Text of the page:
Runs until 14 October 2023

The Reviews Hub Score

Confusing and underwhelming

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The Central team is under the editorship of Selwyn Knight. The Reviews Hub was set up in 2007. Our mission is to provide the most in-depth, nationwide arts coverage online.

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  1. Totally agree with this review. It mentions all the points that we felt about the performance. Some poor directorial decisions, unbelievable casting and characterisation. The ensemble was entirely confusing. Not one of the company’s best .

  2. Phew! This theatre goer breathes a sigh of relief!

    As I sat through this performance I felt increasing distracted by many of the issues noted by the reviewer.

    The whole production felt it was trying too hard in all sorts of different directions. Many of the creative innovations jarred rather than illuminated. The director seemed to have given undue weight to the notion of collaboration with all of the other creatives and designers at the expense of thematic unity. I left feeling that creative ideas had been thrown into the witches cauldron producing a theatrical mish mash.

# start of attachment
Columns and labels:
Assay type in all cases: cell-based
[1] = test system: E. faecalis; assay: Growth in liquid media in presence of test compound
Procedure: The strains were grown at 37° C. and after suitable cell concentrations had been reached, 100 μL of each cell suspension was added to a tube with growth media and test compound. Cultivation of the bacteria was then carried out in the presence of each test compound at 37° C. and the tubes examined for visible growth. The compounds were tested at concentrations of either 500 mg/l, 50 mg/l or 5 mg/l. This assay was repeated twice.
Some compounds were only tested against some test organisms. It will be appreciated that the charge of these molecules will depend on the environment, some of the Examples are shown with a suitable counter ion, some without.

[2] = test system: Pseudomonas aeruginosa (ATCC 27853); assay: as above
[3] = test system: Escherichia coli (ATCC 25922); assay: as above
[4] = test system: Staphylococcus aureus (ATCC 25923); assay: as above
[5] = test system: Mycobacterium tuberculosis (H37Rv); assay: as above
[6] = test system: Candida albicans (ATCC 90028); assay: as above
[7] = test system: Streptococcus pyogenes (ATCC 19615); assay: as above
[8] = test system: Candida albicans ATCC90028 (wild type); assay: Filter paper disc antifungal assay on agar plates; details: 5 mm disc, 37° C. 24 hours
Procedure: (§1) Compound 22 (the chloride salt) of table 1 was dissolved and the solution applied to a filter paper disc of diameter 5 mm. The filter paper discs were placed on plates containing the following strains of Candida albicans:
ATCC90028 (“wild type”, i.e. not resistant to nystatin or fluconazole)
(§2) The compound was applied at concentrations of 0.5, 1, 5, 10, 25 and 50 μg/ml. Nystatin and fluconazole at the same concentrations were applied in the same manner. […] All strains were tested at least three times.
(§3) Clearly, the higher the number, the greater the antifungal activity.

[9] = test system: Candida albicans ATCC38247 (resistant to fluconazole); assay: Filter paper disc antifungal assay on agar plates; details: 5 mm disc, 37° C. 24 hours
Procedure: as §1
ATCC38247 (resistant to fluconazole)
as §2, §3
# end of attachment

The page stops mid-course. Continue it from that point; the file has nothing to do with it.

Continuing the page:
3. The review is very accurate. Generally an underwhelming production with many confusing elements and some appear pointless.
    Have enjoyed many productions at the RSC, however this was not one of them.